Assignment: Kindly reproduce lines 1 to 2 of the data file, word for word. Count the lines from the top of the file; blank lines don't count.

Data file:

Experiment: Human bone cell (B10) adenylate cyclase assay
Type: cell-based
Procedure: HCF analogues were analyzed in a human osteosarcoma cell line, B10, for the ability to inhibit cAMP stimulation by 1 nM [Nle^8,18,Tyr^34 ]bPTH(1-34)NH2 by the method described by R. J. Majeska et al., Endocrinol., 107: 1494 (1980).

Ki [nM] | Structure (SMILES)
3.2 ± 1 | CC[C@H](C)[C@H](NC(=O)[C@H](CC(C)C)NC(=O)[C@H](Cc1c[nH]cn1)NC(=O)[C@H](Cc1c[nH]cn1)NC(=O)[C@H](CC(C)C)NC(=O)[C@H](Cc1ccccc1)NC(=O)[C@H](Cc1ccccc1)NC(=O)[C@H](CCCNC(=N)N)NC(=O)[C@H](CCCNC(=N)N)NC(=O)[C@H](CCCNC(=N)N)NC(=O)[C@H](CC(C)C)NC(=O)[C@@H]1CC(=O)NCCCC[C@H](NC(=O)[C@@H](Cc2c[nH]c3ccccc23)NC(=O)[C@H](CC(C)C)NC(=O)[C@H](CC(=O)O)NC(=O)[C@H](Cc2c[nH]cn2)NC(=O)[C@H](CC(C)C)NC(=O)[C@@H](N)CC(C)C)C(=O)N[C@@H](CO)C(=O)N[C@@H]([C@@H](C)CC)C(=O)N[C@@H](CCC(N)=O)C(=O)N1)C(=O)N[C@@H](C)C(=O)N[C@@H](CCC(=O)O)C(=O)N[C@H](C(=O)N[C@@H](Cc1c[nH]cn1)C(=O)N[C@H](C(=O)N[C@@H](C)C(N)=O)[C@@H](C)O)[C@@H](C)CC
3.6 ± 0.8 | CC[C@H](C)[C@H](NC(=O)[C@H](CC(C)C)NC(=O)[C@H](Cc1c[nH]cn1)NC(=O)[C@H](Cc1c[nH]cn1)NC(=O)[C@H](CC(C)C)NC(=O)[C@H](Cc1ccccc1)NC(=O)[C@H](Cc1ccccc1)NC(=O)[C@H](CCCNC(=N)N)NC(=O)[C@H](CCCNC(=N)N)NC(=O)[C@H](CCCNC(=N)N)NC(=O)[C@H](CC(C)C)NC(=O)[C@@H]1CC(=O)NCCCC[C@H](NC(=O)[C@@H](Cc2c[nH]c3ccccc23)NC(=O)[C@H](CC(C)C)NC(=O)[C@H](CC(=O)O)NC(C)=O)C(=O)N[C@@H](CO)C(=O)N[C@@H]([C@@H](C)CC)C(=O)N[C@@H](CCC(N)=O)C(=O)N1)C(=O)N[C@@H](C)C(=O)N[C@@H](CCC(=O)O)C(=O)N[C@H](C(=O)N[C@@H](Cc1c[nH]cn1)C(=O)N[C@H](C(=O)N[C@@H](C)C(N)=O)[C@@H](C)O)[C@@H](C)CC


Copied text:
Experiment: Human bone cell (B10) adenylate cyclase assay
Type: cell-based